It's pretty much a given that solid state drives (SSDs) are the future of PC storage, and that hard drives are on the way out. But if you're buying a laptop today, which option is best?
With Intel introducing new faster and cheaper SSD drives coinciding with Windows 7's release to manufacturing, it might make sense to include one with your next computer purchase. After all, Windows 7 is the first Microsoft OS to include native enhan...
The partnership Intel and Nokia announced on Tuesday to develop future mobile devices should help both companies, though analysts are skeptical whether it will result in any actual products.
Moblin, short for mobile Linux, is a free open-source operating system originally developed by Intel for its low-power Atom processor and designed to run on devices, including netbooks.
If you still blanche at the term "netbook" for being an ungainly piece of vendor-speak, then prepare to be nauseated later this year as "smartbook" supporters start to bang that marketing drum.
The recent revelation that Intel Corp.'s consumer-class solid-state disk (SSD) drives suffer from fragmentation that can cause a significant performance degradation raises the question: Do all SSDs slow down with use over time?
The evolution of mini-laptops
Trying to boost the IT capabilities at his digital forensics company, Brian Dykstra invested in a quad-core processor-based server. After all, he figured, more cores means a more powerful machine that can do far more work than single-core systems.
In honor of the 30th anniversary of Intel's 8086 chip, the microprocessor that set the standard that all PCs and new Macs use today, I interviewed Stephen Morse, the electrical engineer who was most responsible for the chip.
Most Popular Reviews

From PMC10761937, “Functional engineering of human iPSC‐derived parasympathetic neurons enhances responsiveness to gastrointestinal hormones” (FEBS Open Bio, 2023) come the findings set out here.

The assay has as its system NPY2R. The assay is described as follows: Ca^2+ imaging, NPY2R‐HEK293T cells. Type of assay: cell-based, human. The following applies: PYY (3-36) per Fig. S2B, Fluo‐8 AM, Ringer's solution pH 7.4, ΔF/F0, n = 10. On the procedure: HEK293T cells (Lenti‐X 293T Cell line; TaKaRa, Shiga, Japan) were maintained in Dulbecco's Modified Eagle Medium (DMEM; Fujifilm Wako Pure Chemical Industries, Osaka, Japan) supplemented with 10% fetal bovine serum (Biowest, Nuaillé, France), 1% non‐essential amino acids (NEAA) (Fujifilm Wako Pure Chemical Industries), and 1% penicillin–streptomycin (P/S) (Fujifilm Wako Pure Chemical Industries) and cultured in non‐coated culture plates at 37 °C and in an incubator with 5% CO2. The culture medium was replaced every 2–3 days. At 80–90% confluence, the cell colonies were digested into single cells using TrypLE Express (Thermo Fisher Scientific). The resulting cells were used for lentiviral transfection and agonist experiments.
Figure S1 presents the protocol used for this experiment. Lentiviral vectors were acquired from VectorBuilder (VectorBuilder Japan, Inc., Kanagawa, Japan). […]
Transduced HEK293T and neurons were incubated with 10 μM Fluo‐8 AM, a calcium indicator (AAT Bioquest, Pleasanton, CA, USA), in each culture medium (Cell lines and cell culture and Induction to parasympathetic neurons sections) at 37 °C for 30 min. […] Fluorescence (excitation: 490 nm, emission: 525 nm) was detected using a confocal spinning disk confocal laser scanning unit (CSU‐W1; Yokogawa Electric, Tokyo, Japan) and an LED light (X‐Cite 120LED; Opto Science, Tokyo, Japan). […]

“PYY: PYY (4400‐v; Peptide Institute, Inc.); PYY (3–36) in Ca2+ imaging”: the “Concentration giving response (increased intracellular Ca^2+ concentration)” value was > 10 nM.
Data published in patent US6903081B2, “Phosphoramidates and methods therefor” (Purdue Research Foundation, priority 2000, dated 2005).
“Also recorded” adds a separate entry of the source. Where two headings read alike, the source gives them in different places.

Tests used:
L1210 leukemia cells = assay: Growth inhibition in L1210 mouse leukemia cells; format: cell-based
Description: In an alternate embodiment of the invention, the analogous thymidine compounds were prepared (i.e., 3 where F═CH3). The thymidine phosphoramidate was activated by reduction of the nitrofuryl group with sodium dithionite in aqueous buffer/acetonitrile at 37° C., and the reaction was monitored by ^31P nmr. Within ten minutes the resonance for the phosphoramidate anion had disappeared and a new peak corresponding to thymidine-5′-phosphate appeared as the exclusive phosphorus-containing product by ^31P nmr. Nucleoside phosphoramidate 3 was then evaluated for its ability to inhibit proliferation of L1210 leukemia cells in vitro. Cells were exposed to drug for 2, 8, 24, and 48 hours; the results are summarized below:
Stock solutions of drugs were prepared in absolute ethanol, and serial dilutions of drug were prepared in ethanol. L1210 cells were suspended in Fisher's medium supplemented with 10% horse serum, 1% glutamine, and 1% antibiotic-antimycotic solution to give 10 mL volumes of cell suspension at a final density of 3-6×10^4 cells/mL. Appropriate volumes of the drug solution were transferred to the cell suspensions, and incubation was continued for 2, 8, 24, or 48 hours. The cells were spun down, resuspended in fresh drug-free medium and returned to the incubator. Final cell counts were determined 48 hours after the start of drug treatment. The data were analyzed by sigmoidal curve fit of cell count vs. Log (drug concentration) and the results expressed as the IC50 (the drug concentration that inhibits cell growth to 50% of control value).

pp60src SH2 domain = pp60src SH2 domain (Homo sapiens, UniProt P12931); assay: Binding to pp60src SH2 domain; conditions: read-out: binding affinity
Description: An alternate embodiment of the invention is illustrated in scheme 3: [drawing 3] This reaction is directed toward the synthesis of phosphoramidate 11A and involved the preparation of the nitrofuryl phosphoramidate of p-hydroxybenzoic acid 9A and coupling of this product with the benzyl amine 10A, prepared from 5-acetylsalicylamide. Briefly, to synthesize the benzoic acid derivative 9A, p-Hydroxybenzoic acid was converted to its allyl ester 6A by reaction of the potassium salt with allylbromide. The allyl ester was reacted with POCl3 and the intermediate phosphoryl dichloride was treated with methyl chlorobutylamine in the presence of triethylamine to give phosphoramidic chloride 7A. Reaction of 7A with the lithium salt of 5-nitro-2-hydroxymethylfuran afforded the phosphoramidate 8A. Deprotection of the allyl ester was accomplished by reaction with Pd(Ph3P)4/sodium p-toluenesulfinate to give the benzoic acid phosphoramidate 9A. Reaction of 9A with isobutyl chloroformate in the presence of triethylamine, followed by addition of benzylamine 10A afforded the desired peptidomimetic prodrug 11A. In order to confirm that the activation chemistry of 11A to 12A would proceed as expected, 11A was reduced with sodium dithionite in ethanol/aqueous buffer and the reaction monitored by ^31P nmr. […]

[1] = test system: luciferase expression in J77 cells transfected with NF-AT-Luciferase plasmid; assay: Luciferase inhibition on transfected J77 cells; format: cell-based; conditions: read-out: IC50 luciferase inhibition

- 1 Sony Xperia Z3 review: The no-frills flagship
- 2 Samsung's Galaxy Alpha review: A peek into the Galaxy S6
- 3 Samsung Galaxy Note 4 review: The busiest, biggest and best Samsung phablet
- 4 Aldi's $279 Bauhn Sphere review: Disappointing
- 5 Nokia Lumia 735 review: Perfectly ordinary
Best Deals on GoodGearGuide
Latest News Articles
- The 'grinch' isn't a Linux vulnerability, Red Hat says
- Messaging app Line buys Microsoft's MixRadio music-streaming app
- Vulnerability in embedded Web server exposes millions of routers to hacking
- From M2M to IoT: Old industries have to learn new tricks
- Amazon Web Services updates console to simplify management
GGG Evaluation Team
First impression on unpacking the Q702 test unit was the solid feel and clean, minimalist styling.
For work use, Microsoft Word and Excel programs pre-installed on the device are adequate for preparing short documents.
The Fujitsu LifeBook UH574 allowed for great mobility without being obnoxiously heavy or clunky. Its twelve hours of battery life did not disappoint.
The screen was particularly good. It is bright and visible from most angles, however heat is an issue, particularly around the Windows button on the front, and on the back where the battery housing is located.
My first impression after unboxing the Q702 is that it is a nice looking unit. Styling is somewhat minimalist but very effective. The tablet part, once detached, has a nice weight, and no buttons or switches are located in awkward or intrusive positions.